September 16, 2016

Contact: Pastor Kenneth Glasgow (334) 791-2433

Nationwide Prison Strike Shows Growing Support for an End to Prison Slavery

The Free Alabama Movement (FAM) put out a call for a nationwide prison strike in January of this year. Both incarcerated people and their supporters have held actions across the nation, demanding an end to prison slavery.

Prisoners across 40-50 prisons in 24 states agreed to the strike. Currently, 11 states have confirmed they’re active in the strike. Those states include: Alabama, California, Florida, Indiana, Louisiana, Michigan, Minnesota, New York, Ohio, South Carolina and Washington.

There have been hunger strikes at the Merced County and John Latorraca Jails in California and the Lucasville Correctional Institute and the Ohio State Penitentiary in Ohio. There have also been reports of work stoppages at Holman Correctional Institute in Alabama and across several facilities in Florida.

Prisoners are asking for the amendment of the 13th amendment, which allows for slavery to continue in prisons. The 13th amendment should have ended slavery, but it did not, and incarcerated people are asking for the 13th amendment to be rewritten to end the last vestiges of slave labor in America.

Incarcerated people are already facing retaliation for their involvement or suspected involvement with the prison work strike, with facilities in some states going on lockdown in advance of any potential actions in support of the work strike.

Reports of retaliation have already begun, in some states even before prisoner-led actions were able to begin, such as in some facilities in California, Nebraska, Ohio, South Carolina and Virginia. Incarcerated people suspected of organizing strikes have been relocated to other facilities, placed on lockdown, or otherwise faced penalties despite nonviolently organizing for their rights.

Guards at Holman prison, in Alabama, have kept all the FAM-affiliated people in solitary confinement, while releasing others, causing a hostile environment within Holman prison.

The call for organizers and supporters on the outside to continue to agitate for change is amping up. Kinetik Justice, also known as Robert Earl Council, says, “FAM raises the volume of the call: swarm the county jails and prison throughout the country. Lift your voices in a shout that the exception clause of the 13th Amendment must be struck down and dismantled once and for all.”

Kinetik Justice and FAM have asked everyone that wants to help and support to get in contact with their national outside spokesperson Pastor Kenneth Glasgow, founder of TOPS, The Ordinary People Society.

“We’re asking for organizers on the outside to support incarcerated people against retaliation and to help move their demands forward. We ask supporters to continue to rally around this important issue,” Pastor Glasgow said.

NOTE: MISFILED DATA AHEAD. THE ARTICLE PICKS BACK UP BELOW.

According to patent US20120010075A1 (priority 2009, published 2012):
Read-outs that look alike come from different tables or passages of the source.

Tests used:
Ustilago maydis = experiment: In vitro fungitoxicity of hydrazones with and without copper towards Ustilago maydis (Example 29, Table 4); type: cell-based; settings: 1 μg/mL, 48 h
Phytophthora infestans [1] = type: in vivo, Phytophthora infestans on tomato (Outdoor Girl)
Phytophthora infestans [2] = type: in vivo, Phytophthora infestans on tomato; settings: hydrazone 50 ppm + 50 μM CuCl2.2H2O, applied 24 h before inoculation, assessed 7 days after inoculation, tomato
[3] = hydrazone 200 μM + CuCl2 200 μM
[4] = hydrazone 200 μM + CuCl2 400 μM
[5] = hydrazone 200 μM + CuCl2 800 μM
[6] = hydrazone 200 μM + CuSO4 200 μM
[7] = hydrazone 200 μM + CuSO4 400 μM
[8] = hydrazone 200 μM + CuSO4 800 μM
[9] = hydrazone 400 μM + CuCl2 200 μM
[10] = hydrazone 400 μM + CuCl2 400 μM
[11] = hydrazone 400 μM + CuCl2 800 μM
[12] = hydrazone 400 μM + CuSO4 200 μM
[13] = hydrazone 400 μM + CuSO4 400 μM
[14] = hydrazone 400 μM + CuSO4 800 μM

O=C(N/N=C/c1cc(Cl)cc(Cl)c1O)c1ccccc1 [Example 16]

Glasgow also says that he will be asking in the near future for protests and strikes of the private industries and companies that use free prison labor.

Pastor Glasgow further states that any organization, union or person, should not be capitalizing or benefiting from the work and sacrifice rendered by those incarcerated. This action was led, ran, and organized by those incarcerated in Holman prison as part of the Free Alabama Movement, and have been supported holistically by the organization Mothers and F.A.M.ilies as well.

“We encourage all to step up efforts to highlight the inhumanities of this slave system and expose the administrators that prefer profit over people, as we are people not ex this or ex that, just people,” said Kinetik Justice.

FAM and TOPS are reaching out with three ways people on the outside can continue to support incarcerated people fighting to abolish the persistence of slavery in prisons, as allowed by the 13th amendment:

  1. Focus on state laws — like those related to life without parole, habitual offenders, and juvenile justice — that feed prison overcrowding. Advocate for your state to have an innocence inquiry commission that looks at a broad range of convictions, not just death penalty cases.
  2. Register people to vote at local jails, and please reach out to Pastor Glasgow if you have any trouble registering people. Folks with misdemeanors, as well as those that have not yet been convicted, are eligible to vote.
  3. Send donations (tax deductible) to the Strike Defense Fund, via The Ordinary People’s Society (TOPS) via


FAM, the Free Alabama Movement is a prisoner-led movement dedicated to fighting for the human rights of all incarcerated people.

TOPS, the Ordinary People’s Society is an organization to help currently and formerly incarcerated people to live productive lives — holistically, mentally, physically and spiritually